Will Democrats institute a job-killing Big Labor agenda through the back door? 

So far, the Obama administration has been mostly unable to cross off any of the big ticket items on the labor unions' wish list. Card check legislation doesn't have the votes in Congress. And the bipartisan defeat of SEIU and AFL-CIO attorney Craig Becker, Big Labor's favored nominee to the National Labor Relations Board, in the Senate earlier this week had to sting.

However, Democrats are under tremendous pressure to payback unions for their considerable support in the last few elections. There's been some talk that Democrats may try and attach card check legislation to the upcoming jobs bill in the Senate, which I discussed here.

And that's not the only way that Democrats could try and sneak through the unions' legislative agenda. The Daily Caller notes that Democrats may have another insidious plan in the works:

Senior administration officials are considering a series of proposals known as “High Road Contracting Policy” that would give preference to companies bidding on federal contracts that pay hourly workers a “living wage” (typically a mandated, above-market wage) and provide additional benefits above and beyond existing labor laws.

Critics say the proposals would heavily favor unionized companies and significantly increase the cost and amount of time needed to award contracts. Estimates have the potential cost increase at 20 percent, adding about $100 billion a year to the federal budget.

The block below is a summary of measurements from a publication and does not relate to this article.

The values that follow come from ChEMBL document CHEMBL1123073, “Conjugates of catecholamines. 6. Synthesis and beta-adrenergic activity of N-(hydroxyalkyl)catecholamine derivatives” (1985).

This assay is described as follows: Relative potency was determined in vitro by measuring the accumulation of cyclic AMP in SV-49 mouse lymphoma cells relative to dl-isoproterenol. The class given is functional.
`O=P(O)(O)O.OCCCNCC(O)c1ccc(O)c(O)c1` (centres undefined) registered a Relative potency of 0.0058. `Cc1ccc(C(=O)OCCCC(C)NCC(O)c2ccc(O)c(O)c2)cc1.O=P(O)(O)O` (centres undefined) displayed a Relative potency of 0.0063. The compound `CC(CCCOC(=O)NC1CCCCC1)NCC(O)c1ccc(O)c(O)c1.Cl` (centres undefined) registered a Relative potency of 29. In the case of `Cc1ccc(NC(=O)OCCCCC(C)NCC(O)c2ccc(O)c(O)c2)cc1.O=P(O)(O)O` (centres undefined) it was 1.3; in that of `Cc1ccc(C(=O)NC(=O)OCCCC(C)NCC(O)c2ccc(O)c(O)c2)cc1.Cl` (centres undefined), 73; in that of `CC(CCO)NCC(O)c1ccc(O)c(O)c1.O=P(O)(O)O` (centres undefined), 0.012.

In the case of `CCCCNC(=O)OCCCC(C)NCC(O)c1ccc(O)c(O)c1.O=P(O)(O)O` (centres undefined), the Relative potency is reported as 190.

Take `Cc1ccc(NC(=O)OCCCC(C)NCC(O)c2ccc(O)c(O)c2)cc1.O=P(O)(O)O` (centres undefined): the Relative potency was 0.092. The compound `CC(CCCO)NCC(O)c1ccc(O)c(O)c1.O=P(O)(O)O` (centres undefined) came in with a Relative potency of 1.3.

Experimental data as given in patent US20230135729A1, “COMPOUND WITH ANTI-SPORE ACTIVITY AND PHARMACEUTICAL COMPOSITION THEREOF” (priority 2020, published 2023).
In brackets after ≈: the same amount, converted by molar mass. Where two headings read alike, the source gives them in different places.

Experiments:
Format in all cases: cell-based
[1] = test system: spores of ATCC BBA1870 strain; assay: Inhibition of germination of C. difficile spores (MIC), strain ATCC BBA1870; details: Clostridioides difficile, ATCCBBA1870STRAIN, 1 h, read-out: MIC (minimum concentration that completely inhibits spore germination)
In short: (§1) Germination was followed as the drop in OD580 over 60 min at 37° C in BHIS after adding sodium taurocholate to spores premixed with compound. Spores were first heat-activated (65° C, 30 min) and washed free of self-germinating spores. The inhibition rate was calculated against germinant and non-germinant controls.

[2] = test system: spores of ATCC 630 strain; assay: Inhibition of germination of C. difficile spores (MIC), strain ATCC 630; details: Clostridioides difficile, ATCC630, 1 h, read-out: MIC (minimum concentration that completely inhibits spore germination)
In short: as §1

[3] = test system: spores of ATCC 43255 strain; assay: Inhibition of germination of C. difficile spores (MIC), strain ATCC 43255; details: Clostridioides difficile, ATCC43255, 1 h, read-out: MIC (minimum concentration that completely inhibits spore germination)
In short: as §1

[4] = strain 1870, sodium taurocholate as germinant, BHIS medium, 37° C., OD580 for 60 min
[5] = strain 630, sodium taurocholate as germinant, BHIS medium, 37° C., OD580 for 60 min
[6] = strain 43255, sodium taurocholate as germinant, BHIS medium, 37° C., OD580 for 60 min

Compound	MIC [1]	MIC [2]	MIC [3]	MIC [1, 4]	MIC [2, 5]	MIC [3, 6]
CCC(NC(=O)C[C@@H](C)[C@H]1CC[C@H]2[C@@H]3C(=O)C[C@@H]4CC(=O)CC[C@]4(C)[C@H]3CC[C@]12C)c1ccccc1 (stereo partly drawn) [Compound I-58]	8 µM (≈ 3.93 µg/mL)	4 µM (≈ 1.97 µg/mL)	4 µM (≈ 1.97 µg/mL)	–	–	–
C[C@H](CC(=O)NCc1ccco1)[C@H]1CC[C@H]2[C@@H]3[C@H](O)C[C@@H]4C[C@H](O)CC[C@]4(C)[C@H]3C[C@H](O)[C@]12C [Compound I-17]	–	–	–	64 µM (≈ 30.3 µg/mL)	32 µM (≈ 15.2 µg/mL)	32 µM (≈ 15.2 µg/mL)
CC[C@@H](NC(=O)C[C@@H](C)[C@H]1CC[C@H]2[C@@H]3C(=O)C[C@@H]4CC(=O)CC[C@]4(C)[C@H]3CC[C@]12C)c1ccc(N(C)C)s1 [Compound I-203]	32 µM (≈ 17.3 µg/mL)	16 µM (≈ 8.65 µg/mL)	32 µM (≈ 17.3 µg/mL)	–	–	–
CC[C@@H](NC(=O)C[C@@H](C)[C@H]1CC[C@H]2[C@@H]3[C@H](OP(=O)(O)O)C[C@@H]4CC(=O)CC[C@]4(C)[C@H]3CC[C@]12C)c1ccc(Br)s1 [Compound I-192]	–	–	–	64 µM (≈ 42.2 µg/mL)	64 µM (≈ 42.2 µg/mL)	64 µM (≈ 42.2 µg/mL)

This "High Road Contracting Policy" seems an awful lot like a pernicious attempt to make "preferred labor agreements" the standard for federal contracts. Executive orders may also be put to use to ensure favors for politically influential labor leaders:

Now the administration is facing increasing pressure to go around Congress and implement pro-labor policies via executive order. The Service Employees International Union, one of the groups lobbying the White House to adopt the new labor policies, did not respond to multiple requests for comment.

“There’s a tremendous amount of fervor in this area related to the Obama administration taking some action to boost organized labor and I think one of the things this illustrates is that their are numerous avenues that could potentially be explored,” said Michael Fox, a labor and employment lawyer with Ogletree Deakins in Austin, Texas. Fox added that Obama could also consider a recess appointment for Becker, “if the administration has decided to burn their bridges and go all out.”

But sources told The Daily Caller that Vice President Biden’s office has already floated the idea of implementing the new labor policies by executive order and was rebuffed by OMB’s general counsel, who claimed such drastic changes to contracting laws would require legislative action. When asked for comment on the talks, an OMB official provided the following: “We are aware of the proposals and are currently in the process of reviewing them.”

The OMB may very well have rebuffed this plan to use executive orders to make sweeping labor regulations. But note that Craig Becker himself authored some very pro-labor executive orders shortly after Obama took office last year, clearly at the behest of unions. The administration does not seem to be above such a manuever. 

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Mark Hemingway

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